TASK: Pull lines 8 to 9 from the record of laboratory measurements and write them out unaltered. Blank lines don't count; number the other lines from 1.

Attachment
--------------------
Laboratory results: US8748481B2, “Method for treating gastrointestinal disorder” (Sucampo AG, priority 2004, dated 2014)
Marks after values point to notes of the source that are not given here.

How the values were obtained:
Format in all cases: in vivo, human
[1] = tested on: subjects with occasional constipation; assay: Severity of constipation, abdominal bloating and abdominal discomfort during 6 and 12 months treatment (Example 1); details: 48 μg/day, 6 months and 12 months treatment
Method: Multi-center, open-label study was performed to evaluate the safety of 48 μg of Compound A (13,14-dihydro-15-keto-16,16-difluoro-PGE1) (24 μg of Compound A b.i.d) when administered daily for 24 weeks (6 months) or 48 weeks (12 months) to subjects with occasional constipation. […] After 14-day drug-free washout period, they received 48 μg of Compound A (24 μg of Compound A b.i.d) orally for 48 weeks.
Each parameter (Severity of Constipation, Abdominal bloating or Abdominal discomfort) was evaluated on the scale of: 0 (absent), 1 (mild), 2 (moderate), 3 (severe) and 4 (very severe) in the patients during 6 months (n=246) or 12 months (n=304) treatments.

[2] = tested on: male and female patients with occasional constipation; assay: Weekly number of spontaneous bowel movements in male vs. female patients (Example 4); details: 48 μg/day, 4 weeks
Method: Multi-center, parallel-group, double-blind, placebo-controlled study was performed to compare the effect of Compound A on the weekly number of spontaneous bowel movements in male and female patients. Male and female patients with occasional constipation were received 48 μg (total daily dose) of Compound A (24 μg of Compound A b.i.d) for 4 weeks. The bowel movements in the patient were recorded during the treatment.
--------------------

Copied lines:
[2] = tested on: male and female patients with occasional constipation; assay: Weekly number of spontaneous bowel movements in male vs. female patients (Example 4); details: 48 μg/day, 4 weeks
Method: Multi-center, parallel-group, double-blind, placebo-controlled study was performed to compare the effect of Compound A on the weekly number of spontaneous bowel movements in male and female patients. Male and female patients with occasional constipation were received 48 μg (total daily dose) of Compound A (24 μg of Compound A b.i.d) for 4 weeks. The bowel movements in the patient were recorded during the treatment.